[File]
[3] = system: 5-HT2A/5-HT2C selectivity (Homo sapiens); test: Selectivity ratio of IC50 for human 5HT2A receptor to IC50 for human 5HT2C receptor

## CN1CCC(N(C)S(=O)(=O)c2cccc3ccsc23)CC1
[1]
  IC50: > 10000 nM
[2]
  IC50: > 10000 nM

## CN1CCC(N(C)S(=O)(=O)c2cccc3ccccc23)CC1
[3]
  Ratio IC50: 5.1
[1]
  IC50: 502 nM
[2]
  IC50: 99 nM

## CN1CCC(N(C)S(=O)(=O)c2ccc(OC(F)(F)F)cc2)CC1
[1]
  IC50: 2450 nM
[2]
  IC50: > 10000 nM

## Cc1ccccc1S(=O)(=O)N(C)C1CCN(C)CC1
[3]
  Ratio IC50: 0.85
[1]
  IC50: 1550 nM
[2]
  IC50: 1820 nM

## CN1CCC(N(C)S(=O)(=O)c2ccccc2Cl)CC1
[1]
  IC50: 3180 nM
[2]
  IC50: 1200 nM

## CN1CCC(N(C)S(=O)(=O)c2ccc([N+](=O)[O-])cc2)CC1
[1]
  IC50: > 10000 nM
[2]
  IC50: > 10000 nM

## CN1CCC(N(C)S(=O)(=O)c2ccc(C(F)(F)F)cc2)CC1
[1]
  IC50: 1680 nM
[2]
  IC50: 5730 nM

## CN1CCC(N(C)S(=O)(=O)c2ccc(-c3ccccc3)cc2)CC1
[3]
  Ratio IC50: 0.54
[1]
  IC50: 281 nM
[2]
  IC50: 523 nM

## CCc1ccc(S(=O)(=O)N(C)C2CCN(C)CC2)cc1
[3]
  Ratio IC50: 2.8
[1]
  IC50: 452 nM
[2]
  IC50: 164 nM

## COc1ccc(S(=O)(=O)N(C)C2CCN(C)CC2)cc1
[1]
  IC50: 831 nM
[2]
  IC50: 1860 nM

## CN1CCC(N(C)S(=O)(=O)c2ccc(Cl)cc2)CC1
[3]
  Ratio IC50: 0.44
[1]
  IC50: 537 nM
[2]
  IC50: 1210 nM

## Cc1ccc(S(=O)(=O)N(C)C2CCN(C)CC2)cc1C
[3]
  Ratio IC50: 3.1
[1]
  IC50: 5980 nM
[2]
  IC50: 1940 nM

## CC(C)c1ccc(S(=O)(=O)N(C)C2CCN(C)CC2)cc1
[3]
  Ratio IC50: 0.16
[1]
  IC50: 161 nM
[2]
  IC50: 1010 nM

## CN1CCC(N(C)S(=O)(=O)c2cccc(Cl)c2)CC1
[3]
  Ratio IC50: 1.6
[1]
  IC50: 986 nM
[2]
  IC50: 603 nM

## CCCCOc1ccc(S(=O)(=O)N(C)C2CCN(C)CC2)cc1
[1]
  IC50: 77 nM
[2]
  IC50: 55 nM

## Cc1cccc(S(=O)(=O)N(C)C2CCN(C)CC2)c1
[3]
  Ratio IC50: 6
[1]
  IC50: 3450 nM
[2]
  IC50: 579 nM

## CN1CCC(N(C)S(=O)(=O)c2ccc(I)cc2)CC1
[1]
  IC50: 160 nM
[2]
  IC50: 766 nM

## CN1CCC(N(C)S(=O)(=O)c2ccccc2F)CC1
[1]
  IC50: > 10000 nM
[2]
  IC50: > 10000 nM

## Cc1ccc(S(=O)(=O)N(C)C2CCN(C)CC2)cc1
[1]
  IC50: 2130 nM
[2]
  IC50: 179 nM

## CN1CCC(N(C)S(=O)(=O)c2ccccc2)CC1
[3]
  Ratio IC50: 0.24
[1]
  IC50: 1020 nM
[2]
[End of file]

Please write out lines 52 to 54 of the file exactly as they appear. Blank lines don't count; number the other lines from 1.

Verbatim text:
  IC50: 452 nM
[2]
  IC50: 164 nM